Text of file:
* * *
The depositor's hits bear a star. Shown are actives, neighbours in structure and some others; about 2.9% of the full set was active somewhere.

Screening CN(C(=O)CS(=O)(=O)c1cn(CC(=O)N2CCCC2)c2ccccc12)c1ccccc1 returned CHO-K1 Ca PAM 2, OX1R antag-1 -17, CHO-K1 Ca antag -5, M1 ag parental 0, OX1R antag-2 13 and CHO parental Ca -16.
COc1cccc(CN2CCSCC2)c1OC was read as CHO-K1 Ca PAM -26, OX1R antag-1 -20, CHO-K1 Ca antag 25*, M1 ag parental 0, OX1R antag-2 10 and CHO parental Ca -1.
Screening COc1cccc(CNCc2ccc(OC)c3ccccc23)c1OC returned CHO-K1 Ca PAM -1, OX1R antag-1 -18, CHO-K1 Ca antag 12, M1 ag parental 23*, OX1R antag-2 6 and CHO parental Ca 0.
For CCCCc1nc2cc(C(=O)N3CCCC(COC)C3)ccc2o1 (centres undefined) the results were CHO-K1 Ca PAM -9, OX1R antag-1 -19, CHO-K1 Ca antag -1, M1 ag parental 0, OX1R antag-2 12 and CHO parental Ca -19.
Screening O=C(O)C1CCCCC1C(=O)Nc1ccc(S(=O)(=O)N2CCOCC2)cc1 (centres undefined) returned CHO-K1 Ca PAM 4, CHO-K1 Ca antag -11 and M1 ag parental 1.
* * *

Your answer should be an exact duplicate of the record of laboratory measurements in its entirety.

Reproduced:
The depositor's hits bear a star. Shown are actives, neighbours in structure and some others; about 2.9% of the full set was active somewhere.

Screening CN(C(=O)CS(=O)(=O)c1cn(CC(=O)N2CCCC2)c2ccccc12)c1ccccc1 returned CHO-K1 Ca PAM 2, OX1R antag-1 -17, CHO-K1 Ca antag -5, M1 ag parental 0, OX1R antag-2 13 and CHO parental Ca -16.
COc1cccc(CN2CCSCC2)c1OC was read as CHO-K1 Ca PAM -26, OX1R antag-1 -20, CHO-K1 Ca antag 25*, M1 ag parental 0, OX1R antag-2 10 and CHO parental Ca -1.
Screening COc1cccc(CNCc2ccc(OC)c3ccccc23)c1OC returned CHO-K1 Ca PAM -1, OX1R antag-1 -18, CHO-K1 Ca antag 12, M1 ag parental 23*, OX1R antag-2 6 and CHO parental Ca 0.
For CCCCc1nc2cc(C(=O)N3CCCC(COC)C3)ccc2o1 (centres undefined) the results were CHO-K1 Ca PAM -9, OX1R antag-1 -19, CHO-K1 Ca antag -1, M1 ag parental 0, OX1R antag-2 12 and CHO parental Ca -19.
Screening O=C(O)C1CCCCC1C(=O)Nc1ccc(S(=O)(=O)N2CCOCC2)cc1 (centres undefined) returned CHO-K1 Ca PAM 4, CHO-K1 Ca antag -11 and M1 ag parental 1.